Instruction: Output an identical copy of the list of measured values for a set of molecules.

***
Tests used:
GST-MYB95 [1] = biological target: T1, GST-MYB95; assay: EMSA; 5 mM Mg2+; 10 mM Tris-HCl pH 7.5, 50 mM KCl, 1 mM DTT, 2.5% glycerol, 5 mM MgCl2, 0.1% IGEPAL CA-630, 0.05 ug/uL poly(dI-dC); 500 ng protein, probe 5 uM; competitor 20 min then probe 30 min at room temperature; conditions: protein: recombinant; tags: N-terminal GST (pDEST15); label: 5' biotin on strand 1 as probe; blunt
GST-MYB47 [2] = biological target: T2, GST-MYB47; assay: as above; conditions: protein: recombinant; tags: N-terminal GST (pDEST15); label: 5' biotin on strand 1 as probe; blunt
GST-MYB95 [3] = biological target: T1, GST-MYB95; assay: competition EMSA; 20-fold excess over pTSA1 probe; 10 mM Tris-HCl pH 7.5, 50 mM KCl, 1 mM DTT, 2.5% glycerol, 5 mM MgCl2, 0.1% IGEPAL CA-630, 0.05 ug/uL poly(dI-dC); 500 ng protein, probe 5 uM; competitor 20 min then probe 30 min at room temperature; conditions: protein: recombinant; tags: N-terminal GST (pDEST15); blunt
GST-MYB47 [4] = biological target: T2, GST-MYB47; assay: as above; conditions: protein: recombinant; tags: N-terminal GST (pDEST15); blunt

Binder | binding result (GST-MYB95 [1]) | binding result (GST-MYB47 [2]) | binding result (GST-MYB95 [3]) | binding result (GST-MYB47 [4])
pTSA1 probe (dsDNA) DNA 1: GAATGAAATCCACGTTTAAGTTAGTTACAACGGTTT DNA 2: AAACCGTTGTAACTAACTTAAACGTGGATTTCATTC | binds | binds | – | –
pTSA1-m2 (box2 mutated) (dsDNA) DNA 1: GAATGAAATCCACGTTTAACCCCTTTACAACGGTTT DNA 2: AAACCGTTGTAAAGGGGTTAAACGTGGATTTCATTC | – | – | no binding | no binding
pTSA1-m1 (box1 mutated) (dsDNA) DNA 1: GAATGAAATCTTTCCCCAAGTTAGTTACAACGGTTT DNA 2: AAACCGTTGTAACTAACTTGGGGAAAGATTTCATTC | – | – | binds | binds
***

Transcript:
Tests used:
GST-MYB95 [1] = biological target: T1, GST-MYB95; assay: EMSA; 5 mM Mg2+; 10 mM Tris-HCl pH 7.5, 50 mM KCl, 1 mM DTT, 2.5% glycerol, 5 mM MgCl2, 0.1% IGEPAL CA-630, 0.05 ug/uL poly(dI-dC); 500 ng protein, probe 5 uM; competitor 20 min then probe 30 min at room temperature; conditions: protein: recombinant; tags: N-terminal GST (pDEST15); label: 5' biotin on strand 1 as probe; blunt
GST-MYB47 [2] = biological target: T2, GST-MYB47; assay: as above; conditions: protein: recombinant; tags: N-terminal GST (pDEST15); label: 5' biotin on strand 1 as probe; blunt
GST-MYB95 [3] = biological target: T1, GST-MYB95; assay: competition EMSA; 20-fold excess over pTSA1 probe; 10 mM Tris-HCl pH 7.5, 50 mM KCl, 1 mM DTT, 2.5% glycerol, 5 mM MgCl2, 0.1% IGEPAL CA-630, 0.05 ug/uL poly(dI-dC); 500 ng protein, probe 5 uM; competitor 20 min then probe 30 min at room temperature; conditions: protein: recombinant; tags: N-terminal GST (pDEST15); blunt
GST-MYB47 [4] = biological target: T2, GST-MYB47; assay: as above; conditions: protein: recombinant; tags: N-terminal GST (pDEST15); blunt

Binder | binding result (GST-MYB95 [1]) | binding result (GST-MYB47 [2]) | binding result (GST-MYB95 [3]) | binding result (GST-MYB47 [4])
pTSA1 probe (dsDNA) DNA 1: GAATGAAATCCACGTTTAAGTTAGTTACAACGGTTT DNA 2: AAACCGTTGTAACTAACTTAAACGTGGATTTCATTC | binds | binds | – | –
pTSA1-m2 (box2 mutated) (dsDNA) DNA 1: GAATGAAATCCACGTTTAACCCCTTTACAACGGTTT DNA 2: AAACCGTTGTAAAGGGGTTAAACGTGGATTTCATTC | – | – | no binding | no binding
pTSA1-m1 (box1 mutated) (dsDNA) DNA 1: GAATGAAATCTTTCCCCAAGTTAGTTACAACGGTTT DNA 2: AAACCGTTGTAACTAACTTGGGGAAAGATTTCATTC | – | – | binds | binds